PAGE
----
Electrical Engineering student awarded prestigious international scholarship
Jonathan Anderson is first UOIT Engineering student to receive IEEE’s PES scholarship
November 10, 2016
Every student’s academic journey is full of different learning experiences. But few academic paths have seen the twists and turns taken by University of Ontario Institute of Technology Electrical Engineering student Jonathan Anderson.
Jonathan Anderson was born in Moose Jaw, Saskatchewan and grew up in a military family that was regularly on the move.
“I don't really have a hometown because we had a new home every year-and-a-half or so, until I was 18,” says Jonathan. “I went to three different high schools–two in Ottawa, and then in Kingston. Kingston is perhaps the closest thing I could call a ‘home’.”
He graduated from high school in 2002 (a full year before University of Ontario Institute of Technology was even accepting students) and enrolled in Biology at the University of Ottawa. But he admits, he wasn’t quite ready for university.
“I was immature and indifferent. I didn’t attend many lectures or labs and I missed mid-term exams. It wasn't a recipe for success and to this day I don't know why I made such poor choices.”
A few years later he tried his hand at part-time distance studies at the University of Waterloo in a three-year General Science program.
“Unfortunately it wasn’t what I had envisioned. The course structure was rigid and not accommodating for working students. My progression was very slow and I changed jobs, got married and started a family. University now came third after my family and job. Again, it was not a recipe for academic success.”
After spending five years working at Goodyear in Napanee, Ontario, and with his university program stalled, Jonathan’s parents suggested that he and his wife sell their house, move in with them and he go back to school.
“They lived in Oshawa and suggested I apply to UOIT. I honestly didn't know the university even existed. I looked into the programs they had to offer and I was drawn to the Pharmaceutical Chemistry and Electrical Engineering programs. On my birthday in 2013 I was accepted into both programs.”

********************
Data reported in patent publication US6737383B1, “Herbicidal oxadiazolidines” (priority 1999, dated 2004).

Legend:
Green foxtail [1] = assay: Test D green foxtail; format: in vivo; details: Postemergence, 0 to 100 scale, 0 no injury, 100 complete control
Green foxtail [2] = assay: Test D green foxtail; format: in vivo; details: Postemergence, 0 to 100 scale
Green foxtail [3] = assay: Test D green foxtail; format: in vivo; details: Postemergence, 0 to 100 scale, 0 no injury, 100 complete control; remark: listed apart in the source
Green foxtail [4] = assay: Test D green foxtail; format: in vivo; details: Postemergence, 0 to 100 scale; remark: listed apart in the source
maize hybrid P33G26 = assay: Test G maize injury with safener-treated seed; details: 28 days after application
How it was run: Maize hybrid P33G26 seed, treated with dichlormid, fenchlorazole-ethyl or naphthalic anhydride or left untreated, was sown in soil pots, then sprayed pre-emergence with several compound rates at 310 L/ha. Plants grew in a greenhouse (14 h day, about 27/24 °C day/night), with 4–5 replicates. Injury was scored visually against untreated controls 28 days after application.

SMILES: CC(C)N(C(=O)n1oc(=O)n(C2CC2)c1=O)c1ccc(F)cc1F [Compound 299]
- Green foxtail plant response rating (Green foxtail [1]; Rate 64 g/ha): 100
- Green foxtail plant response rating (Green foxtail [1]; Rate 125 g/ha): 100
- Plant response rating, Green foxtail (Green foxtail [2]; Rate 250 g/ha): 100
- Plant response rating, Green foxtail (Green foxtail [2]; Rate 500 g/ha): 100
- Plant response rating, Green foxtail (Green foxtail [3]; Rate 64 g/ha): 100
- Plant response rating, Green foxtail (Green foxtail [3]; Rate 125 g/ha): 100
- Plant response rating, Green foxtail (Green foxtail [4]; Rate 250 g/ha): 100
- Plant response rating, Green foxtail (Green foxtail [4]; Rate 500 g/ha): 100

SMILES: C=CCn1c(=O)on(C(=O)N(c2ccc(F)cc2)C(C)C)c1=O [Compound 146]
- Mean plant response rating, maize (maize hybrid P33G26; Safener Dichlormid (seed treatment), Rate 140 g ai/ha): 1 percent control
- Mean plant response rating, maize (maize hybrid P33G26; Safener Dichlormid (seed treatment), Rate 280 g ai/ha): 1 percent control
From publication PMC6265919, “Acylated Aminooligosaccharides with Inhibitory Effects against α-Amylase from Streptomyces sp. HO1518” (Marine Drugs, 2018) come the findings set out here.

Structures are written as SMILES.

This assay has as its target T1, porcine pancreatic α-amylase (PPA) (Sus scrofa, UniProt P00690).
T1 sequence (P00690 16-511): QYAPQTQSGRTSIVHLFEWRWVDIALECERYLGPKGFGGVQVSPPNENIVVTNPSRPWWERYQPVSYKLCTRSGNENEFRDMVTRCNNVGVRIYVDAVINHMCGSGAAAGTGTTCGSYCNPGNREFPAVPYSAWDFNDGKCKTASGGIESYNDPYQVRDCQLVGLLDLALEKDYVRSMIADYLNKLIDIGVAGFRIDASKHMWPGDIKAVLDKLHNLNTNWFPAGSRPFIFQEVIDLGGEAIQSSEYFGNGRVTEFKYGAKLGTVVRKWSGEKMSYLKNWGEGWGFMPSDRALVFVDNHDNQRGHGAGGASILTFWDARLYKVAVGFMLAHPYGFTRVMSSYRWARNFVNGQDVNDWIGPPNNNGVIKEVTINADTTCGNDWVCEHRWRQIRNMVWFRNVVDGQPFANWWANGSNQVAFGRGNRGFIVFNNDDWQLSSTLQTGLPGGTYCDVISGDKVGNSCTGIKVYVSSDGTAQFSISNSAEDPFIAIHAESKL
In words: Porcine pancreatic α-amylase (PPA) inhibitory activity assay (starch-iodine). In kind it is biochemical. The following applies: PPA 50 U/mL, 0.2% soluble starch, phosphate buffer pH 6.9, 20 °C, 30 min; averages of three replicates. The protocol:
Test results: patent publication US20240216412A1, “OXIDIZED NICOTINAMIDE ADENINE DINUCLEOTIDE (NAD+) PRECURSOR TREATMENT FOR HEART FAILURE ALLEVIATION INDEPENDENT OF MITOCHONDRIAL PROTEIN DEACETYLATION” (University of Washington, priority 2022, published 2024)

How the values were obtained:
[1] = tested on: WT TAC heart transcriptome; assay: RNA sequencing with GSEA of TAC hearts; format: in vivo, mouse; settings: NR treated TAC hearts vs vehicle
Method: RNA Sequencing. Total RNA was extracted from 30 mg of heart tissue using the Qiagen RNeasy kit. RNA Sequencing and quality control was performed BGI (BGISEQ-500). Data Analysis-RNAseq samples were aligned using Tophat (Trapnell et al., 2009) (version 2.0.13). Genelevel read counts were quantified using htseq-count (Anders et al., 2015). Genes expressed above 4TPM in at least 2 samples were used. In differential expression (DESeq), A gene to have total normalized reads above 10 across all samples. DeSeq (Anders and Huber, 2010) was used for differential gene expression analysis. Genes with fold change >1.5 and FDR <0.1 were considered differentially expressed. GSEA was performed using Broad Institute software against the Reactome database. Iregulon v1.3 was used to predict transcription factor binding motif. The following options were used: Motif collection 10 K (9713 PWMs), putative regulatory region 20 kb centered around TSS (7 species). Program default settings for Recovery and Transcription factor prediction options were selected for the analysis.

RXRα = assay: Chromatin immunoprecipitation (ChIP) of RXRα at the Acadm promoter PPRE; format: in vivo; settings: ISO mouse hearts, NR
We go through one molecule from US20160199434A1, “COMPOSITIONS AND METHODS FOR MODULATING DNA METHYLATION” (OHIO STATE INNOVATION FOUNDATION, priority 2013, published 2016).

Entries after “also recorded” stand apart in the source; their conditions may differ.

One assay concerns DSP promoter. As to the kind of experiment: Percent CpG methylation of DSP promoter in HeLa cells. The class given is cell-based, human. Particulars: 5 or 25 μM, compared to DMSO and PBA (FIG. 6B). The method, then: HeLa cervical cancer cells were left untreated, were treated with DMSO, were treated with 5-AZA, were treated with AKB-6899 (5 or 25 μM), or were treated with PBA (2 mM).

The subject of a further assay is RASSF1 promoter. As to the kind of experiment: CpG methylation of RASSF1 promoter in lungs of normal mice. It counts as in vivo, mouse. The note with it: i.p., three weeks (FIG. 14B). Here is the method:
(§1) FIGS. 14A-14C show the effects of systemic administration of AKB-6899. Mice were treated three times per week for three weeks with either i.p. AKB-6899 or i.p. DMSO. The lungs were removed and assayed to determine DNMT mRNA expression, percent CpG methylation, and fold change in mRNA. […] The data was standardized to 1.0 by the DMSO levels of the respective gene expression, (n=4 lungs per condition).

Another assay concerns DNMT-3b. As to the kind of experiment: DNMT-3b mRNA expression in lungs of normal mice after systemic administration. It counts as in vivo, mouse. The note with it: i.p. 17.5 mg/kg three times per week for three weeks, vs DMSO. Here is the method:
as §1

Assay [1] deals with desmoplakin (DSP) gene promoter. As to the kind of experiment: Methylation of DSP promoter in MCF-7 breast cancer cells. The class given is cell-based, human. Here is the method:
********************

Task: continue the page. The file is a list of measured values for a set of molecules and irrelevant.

He ultimately decided on Electrical Engineering. And now, in his fourth-year of study, Anderson is one of eight Canadian students awarded a Power and Energy Society (PES) Scholarship from the Institute of Electrical and Electronics Engineers (IEEE). He is the university’s first-ever Engineering student to receive the honour.
“The PES scholarship is extremely competitive and to be recognized as one of eight students in Canada for the award is extremely humbling,” says Jonathan. “I am currently considering graduate studies and this award will help me stand out to prospective supervisors and improve my chances to being accepted into a graduate program. The industry connections I have made through all of this will have a positive impact on my future career options.”
Finding out about the scholarship was a funny story.
“I had heard announcements that the recipients were already notified and I assumed I didn't receive the scholarship. On October 4, I was sent an email indicating that I was selected and actually notified on September 23. The organizers had used a mailing service to send out the notifications and it was flagged as spam.”
Anderson was recognized for his strong GPA, his distinctive extracurricular contributions to the Faculty of Engineering and Applied Science, and his commitment to exploring the power and energy field. The IEEE PES Scholarship is awarded annually to 230 students from across the United States, Canada, Puerto Rico and India.
“This scholarship is not only a recognition of my individual achievement but also a testament to the excellent quality of the Electrical Engineering program in the Faculty of Engineering and Applied Sciences.. Without the support of the faculty and all of the people that make this faculty great, I would not have been able to reach the level of success that I have experienced at UOIT. I would also like to thank the faculty’s Dr. Jing Ren and Dr. Ali Grami for their support in my application for this scholarship. Their letters of reference mean a great deal to me.”
Does Jonathan think his personal experiences hold any lessons for young students?
“Make the most of your opportunities. Many won't be as fortunate as me and have parents willing to take in a family in order to go back to school. Usually it's a one shot deal. You're never too old to go back to school, but it's a lot easier to finish when you're young and do not have debt and more complex obligations.”
As for finding his academic groove more than a decade after graduating from high school? The rewards have certainly been worth the wait.
“Applying to UOIT quickly became one of the best decisions I ever made,” says Jonathan. “I have excellent employment and graduate studies prospects and a first-class education that will serve me well in the future. Make the most of your time here. Talk to your professors–they care about you and your education. Get involved in clubs to meet people and develop those soft skills people talk about, and get educated. This university gives you all of that, you just need to go for it.”